Monday was supposed to mark the beginning of Emmanuel Macron’s second act.
The French President, under siege for five months by yellow-vested demonstrators, had set aside April 15 for a major speech during which he was to unveil a panoply of economic, social and democratic reforms aimed at answering the grievances the protest movement has raised.
Barely 20 minutes before he was to take to the air on Monday evening, Mr. Macron was forced to postpone his speech as flames engulfed Notre-Dame de Paris. For now, at least, the tragedy has united France in grief (at the damage done to the 850-year-old Gothic wonder), and in gratitude (toward the firefighters who risked their lives to save the cathedral from total destruction). The whole country is behind Mr. Macron in his vow to rebuild Notre-Dame.
But the postponement of the speech aimed at rebooting Mr. Macron’s presidency threatens to upend the meticulously crafted political strategy he has spent weeks working to perfect. Speculation about the measures the President would unveil in his speech had dominated the French media in recent days, raising expectations for a major overhaul of the tax system.
Prime Minister Édouard Philippe last week remarked, at the end of three months of public consultations sparked by the yellow-vest protests, that French voters felt “an immense fiscal exasperation” as ever-higher taxes eroded their purchasing power. “Our country has reached a form of zero-tax tolerance,” Mr. Philippe said. “We must lower taxes – and fast.”
France remains the developed world’s tax champion. At 46.2 per cent of gross domestic product in 2017, French taxes were the the highest among the 34 countries belonging to the Organization for Economic Co-operation and Development, up from 45.5 per cent in 2016. The OECD average in 2017 was 34.2 per cent of GDP. In Canada, taxes accounted for 32.2 per cent of GDP in 2017, compared with 27.1 per cent in the United States and 33.3 per cent in Britain.
Often violent yellow-vest demonstrations have been held for 22 consecutive Saturdays since the movement was launched in November to protest an increase in a carbon tax on diesel fuel and gasoline. In his first attempt to stanch the protests, Mr. Macron cancelled the carbon-tax increase for 2019 and announced a €100 ($150) monthly income supplement for those earning the minimum wage. But it was not enough to satisfy the mostly working-class protesters, who have called for across-the-board tax cuts for everyone except the wealthy.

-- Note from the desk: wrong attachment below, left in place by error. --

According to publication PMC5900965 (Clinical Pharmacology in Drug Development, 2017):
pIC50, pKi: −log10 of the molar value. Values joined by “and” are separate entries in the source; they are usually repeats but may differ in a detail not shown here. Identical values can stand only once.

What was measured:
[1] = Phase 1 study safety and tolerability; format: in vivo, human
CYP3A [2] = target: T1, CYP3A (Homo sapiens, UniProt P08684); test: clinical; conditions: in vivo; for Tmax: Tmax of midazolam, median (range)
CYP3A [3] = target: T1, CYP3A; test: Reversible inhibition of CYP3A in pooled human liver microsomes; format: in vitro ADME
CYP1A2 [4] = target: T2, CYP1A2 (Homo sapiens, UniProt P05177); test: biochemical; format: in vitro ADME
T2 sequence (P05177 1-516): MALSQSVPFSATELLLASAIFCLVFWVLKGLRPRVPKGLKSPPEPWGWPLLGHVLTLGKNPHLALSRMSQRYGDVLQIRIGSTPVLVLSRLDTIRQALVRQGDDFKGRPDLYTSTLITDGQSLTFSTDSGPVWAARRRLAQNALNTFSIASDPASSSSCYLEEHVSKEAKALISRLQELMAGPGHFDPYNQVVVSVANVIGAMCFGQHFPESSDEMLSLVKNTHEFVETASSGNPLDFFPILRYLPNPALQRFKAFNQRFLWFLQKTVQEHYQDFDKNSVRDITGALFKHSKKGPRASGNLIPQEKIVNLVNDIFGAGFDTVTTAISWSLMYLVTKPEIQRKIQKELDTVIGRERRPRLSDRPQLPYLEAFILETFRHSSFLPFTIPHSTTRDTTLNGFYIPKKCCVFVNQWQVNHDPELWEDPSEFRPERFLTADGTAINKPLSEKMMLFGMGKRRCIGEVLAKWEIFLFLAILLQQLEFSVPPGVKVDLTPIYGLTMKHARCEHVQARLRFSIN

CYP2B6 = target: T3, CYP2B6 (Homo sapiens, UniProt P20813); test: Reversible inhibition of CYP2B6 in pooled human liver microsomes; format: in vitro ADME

That has left Mr. Macron with a big dilemma. He earned the nickname “president of the rich” after eliminating a wealth tax on financial assets that had been decried as a drag on investment. The tax now applies only to real estate assets, and at a lower rate than before. Yellow-vest protesters have called for a revival of the old wealth tax, known as the impôt sur la fortune (ISF), though Mr. Macron has insisted doing so would hurt France’s competitiveness.
One possible response to the yellow vests (known in French as gilets jaunes) could involve a reduction in public pension contributions and premiums for employment insurance and other social programs. They are also the highest in the OECD. But cutting them would force the French government to run even bigger budget deficits, violating European Union rules.
France already has among the highest marginal income tax rates, and one of the most progressive tax systems, in the developed world. In 2012, then-Socialist president François Hollande tried to impose a 75-per-cent tax rate on incomes above €1-million. Prominent French businesspeople and celebrities, including LVMH controlling shareholder Bernard Arnault and actor Gérard Depardieu, announced they would seek residency outside France to avoid paying the tax and a French court subsequently struck the tax measure as “confiscatory.”
Mr. Macron, an ex-Socialist who briefly served as Mr. Hollande’s economy minister, has taken a much more business-friendly approach than his former boss. But it has earned him criticism on the left, including from other ex-Socialists who have joined La République en Marche (LREM), the political party he created to launch his successful 2017 bid for the French presidency.
That makes it hard for Mr. Macron to reduce taxes on the wealthy or corporations, despite pressure to do so from his own Prime Minister and economic ministers, all former members of the Les Républicains, France’s main centre-right party. Reports of a power struggle between the left- and right-wings of Mr. Macron’s party had left the entire country eagerly awaiting Mr. Macron’s Monday-night address. That speech has now been put off indefinitely.
The delay could deprive Mr. Macron of the momentum he sought in the run-up to next month’s European Parliament elections, which pit his party against the far-right National Rally led by Marine Le Pen. She is campaigning on a protectionist platform and promising even more relief for the working class, including a reduction of the retirement age to 60 from 62.
Now, the fire at Notre-Dame has further thickened the political plot. It could even bring down the curtain on Mr. Macron’s second act.